After the first industrial revolution shifted the unit of production from the home to the factory, manufacturing became an area far removed from daily life. When you buy an object in a shop, chances are it was manufactured thousands of miles away in factory. In actual fact, even if a product is made locally, it is still created based on the decisions of people we would never meet in our lifetime. Consumers, though essential to the survival of a product, are generally far removed from the production process, but with 3D printing all of that is starting to change – even when it comes to medicine.
The democratization of medication
At London’s Open Web MozFest in October 2016, I had the pleasure of hearing a seminar by Jason Bobe, associate professor at the Mount Sinai School of Medicine in New York. Bobe’s specific field of interest is in the democratization of healthcare for which he asses the benefits and pitfalls of sharing medical data, and promotes the sharing of genomes.
What is a genome?
A genome is our genetic makeup. It can reveal all the details of hereditary, underlying and existing medical conditions, genealogical lineage, things consumed by the body, and of course details like eye color and gender. Bobe’s case for sharing this information is to make medicine, frequently a one size fits all or blanket solution to health problems, patient-specific to better suit individual needs.
Anyone who has ever been present at a party knows full well how people’s bodies react differently to substances, i.e. those of whom don’t handle a glass of wine very well, or that person who drinks everybody else under the table, even in spite of their size (Ed – no comment!). So, the case for personalized medication is made. The same applies to surgical aids and implants – all of our bodies are different, so why are they medicated, or operated on, in the same way?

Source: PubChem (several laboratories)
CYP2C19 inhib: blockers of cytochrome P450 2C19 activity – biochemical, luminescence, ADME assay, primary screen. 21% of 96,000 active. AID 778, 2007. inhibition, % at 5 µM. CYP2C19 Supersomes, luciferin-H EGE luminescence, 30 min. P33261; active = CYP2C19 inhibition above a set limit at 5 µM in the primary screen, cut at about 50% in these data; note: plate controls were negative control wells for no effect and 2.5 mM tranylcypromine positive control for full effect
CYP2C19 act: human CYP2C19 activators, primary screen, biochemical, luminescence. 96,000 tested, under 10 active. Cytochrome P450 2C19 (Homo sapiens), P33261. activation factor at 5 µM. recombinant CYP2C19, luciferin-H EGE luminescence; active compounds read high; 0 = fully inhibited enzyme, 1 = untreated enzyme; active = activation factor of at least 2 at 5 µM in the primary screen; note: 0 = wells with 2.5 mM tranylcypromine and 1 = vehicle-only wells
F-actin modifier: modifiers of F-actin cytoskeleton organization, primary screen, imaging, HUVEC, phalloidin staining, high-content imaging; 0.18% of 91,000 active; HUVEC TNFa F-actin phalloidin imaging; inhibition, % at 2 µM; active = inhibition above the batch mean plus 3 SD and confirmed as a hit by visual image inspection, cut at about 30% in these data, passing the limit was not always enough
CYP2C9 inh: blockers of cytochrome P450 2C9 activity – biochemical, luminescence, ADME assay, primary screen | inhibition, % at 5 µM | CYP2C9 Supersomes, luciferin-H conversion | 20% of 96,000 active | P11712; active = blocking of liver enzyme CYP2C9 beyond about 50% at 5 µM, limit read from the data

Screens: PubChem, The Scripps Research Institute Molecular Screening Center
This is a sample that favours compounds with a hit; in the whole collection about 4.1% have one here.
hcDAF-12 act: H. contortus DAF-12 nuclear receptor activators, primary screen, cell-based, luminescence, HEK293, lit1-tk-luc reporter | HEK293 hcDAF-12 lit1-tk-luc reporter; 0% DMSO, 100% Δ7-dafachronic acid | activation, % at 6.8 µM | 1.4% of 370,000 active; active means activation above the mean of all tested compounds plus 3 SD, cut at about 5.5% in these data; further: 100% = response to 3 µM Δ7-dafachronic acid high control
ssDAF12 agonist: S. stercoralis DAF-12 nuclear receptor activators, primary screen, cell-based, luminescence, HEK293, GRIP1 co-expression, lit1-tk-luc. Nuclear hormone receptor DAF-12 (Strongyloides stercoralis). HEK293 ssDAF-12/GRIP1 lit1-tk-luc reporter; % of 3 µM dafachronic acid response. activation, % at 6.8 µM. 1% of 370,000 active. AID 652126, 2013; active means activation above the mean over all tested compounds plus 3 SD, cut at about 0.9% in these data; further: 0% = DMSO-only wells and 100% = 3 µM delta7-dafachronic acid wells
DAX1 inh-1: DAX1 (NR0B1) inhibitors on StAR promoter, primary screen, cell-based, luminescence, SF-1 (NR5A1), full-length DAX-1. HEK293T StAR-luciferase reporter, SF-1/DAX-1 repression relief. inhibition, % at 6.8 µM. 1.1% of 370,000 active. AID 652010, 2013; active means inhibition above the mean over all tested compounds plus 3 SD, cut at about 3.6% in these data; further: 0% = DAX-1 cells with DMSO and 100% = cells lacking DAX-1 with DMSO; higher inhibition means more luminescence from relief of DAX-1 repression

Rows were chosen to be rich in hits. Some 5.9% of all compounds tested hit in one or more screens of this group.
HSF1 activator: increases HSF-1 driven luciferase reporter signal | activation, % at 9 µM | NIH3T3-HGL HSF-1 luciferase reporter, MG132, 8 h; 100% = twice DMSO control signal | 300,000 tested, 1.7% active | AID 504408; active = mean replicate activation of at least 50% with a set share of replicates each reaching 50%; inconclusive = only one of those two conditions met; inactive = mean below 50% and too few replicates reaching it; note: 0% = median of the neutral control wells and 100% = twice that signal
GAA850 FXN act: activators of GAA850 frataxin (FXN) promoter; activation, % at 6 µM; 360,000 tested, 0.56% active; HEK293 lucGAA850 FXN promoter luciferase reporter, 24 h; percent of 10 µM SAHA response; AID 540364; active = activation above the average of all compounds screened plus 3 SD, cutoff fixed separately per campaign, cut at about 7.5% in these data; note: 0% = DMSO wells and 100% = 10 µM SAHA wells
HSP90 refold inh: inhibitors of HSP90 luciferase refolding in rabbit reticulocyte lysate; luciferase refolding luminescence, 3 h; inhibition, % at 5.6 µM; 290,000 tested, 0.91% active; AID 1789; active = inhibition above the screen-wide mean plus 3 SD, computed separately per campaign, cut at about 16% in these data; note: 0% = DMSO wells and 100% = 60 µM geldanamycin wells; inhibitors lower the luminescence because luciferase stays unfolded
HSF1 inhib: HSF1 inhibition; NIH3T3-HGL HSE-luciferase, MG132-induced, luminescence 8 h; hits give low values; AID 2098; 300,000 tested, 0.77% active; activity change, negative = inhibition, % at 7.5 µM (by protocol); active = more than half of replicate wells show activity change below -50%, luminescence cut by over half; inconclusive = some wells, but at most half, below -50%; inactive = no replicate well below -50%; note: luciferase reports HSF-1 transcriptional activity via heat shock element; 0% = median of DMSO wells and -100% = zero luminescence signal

The FDA’s approach
In a video titled ‘The 3Rs of 3D Printing: FDA’s Role’ the U.S. Food and Drug Administration (FDA) explains how they are working with companies to better understand 3D printing technology, preparing for the wave of 3D printed pills, implants and (eventually) organs and tissue.
The Administration is working to internationally standardize some methods, and is continually working on its guidelines to better serve businesses and individuals using 3D printing for medical purposes.
The three Rs they discuss are Regulation, Research and Resource, which helps the FDA to cover all bases when it comes to simultaneously protecting and innovating for the public benefit.
Certified FDA materials
SPRITAM epilepsy medication was the first pill to have attained FDA approval in August 2015. Medical-grade PEEK plastic used to make Spinal Elements’ Firefly surgical guides also achieved FDA approval in 2016, alongside Stryker’s Tritanium metal lumbar cages, and many other 3D printing applications have now received 510(k) clearance.
Though the FDA is right that it may be years before the world has a fully-functioning 3D printed organ, the world has already seen 3D printed biological matter successfully implanted into animals. So 3D printed bio-matter, though on a small-scale, may make it into humans sooner than we think.
Featured image shows a selection of vintage apothecary medicine bottles. Photo via callmekato on Flickr.